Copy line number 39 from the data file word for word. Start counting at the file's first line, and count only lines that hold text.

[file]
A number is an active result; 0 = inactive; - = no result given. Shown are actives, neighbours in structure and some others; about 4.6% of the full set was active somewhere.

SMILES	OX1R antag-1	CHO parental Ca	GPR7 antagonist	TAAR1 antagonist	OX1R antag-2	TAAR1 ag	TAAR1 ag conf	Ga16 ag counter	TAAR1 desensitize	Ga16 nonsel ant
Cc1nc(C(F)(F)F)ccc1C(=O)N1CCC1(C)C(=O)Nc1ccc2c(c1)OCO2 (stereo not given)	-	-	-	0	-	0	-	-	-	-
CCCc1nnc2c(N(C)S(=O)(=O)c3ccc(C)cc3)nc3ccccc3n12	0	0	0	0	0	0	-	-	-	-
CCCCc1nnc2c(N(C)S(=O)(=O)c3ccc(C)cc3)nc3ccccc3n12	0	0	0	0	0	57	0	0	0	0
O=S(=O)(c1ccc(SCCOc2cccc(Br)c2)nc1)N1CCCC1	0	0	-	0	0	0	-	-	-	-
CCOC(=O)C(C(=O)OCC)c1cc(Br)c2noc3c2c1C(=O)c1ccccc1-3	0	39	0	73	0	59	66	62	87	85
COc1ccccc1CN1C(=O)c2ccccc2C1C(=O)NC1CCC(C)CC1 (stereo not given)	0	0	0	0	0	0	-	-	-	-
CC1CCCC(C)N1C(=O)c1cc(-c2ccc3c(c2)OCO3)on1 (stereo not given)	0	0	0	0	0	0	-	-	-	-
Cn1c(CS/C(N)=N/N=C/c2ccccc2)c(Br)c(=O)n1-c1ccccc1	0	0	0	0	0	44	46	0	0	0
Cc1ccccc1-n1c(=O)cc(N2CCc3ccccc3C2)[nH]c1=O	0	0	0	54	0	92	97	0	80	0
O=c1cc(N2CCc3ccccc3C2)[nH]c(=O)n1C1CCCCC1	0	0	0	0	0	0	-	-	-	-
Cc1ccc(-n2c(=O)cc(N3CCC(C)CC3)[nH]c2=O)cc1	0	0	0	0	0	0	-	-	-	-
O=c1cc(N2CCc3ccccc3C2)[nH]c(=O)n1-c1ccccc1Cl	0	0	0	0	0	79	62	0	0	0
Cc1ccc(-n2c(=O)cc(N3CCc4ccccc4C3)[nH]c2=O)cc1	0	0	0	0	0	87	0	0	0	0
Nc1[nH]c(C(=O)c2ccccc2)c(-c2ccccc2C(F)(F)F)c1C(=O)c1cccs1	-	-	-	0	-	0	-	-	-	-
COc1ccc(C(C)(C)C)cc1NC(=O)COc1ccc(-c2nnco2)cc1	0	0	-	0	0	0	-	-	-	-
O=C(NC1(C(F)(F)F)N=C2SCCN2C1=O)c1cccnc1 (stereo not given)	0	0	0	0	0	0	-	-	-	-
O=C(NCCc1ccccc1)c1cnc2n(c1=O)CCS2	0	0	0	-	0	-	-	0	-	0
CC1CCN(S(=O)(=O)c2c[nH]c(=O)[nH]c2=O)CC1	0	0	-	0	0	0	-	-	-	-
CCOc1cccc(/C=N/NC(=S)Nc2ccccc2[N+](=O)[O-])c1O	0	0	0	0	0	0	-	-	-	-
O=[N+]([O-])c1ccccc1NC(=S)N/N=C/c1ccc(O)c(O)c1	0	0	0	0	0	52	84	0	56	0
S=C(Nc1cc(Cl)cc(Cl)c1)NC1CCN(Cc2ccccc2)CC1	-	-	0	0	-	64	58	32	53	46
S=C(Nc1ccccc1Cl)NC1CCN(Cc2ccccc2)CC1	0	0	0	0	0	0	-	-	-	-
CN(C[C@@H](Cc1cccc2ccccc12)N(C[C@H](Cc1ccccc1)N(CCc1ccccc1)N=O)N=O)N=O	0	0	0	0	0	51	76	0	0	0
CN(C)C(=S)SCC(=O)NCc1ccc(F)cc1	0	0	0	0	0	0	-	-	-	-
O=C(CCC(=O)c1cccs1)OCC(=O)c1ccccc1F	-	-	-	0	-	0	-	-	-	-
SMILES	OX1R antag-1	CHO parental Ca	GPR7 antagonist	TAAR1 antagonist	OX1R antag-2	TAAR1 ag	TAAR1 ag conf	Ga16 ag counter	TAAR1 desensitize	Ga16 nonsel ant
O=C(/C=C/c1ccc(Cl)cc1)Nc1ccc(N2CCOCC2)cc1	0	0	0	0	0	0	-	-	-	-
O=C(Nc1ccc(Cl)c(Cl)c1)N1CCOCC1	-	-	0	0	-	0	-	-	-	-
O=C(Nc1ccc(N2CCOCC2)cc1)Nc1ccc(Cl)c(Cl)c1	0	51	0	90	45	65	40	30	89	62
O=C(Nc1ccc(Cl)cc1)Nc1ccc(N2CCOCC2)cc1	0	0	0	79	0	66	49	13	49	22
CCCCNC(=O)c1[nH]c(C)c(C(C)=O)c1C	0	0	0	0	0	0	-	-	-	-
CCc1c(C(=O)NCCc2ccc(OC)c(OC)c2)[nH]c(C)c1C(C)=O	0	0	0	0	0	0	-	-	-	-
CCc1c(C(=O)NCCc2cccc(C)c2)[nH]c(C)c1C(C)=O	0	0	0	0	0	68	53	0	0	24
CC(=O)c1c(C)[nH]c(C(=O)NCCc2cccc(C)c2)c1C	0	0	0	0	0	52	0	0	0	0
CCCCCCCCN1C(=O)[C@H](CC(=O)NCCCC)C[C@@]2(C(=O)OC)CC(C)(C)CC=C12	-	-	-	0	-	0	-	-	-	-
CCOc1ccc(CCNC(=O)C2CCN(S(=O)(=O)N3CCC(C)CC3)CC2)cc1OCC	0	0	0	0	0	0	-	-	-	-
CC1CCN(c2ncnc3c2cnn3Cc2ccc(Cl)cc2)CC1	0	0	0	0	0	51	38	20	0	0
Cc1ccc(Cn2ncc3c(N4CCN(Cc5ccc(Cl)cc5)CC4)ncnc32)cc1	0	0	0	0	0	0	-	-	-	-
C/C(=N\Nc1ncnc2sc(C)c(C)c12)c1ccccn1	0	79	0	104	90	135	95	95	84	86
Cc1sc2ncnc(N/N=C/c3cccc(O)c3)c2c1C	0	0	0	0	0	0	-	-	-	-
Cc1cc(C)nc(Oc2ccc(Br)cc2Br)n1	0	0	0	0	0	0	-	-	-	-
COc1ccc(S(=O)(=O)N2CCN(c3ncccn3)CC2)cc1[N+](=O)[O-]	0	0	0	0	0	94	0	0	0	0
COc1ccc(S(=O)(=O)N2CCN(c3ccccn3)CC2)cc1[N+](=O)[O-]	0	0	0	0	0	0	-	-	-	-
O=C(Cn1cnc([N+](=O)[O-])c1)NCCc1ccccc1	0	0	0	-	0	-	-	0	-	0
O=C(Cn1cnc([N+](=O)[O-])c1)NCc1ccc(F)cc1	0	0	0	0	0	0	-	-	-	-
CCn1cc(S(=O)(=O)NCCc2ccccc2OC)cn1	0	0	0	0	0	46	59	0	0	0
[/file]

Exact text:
CC1CCN(c2ncnc3c2cnn3Cc2ccc(Cl)cc2)CC1	0	0	0	0	0	51	38	20	0	0